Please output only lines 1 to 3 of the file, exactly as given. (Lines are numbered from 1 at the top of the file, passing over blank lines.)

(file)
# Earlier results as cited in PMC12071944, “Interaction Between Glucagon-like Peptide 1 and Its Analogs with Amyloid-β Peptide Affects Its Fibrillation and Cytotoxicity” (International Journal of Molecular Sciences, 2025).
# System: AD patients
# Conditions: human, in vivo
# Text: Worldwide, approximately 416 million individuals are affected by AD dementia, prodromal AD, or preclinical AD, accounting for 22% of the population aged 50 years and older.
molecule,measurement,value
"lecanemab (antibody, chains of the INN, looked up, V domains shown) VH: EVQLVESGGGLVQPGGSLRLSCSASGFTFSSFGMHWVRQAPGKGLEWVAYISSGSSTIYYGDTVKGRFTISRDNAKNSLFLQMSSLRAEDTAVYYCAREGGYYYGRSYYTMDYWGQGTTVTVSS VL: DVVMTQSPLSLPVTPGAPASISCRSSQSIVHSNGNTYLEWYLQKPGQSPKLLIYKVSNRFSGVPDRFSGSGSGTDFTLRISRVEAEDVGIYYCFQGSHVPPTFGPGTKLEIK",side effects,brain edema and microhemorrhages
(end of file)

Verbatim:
# Earlier results as cited in PMC12071944, “Interaction Between Glucagon-like Peptide 1 and Its Analogs with Amyloid-β Peptide Affects Its Fibrillation and Cytotoxicity” (International Journal of Molecular Sciences, 2025).
# System: AD patients
# Conditions: human, in vivo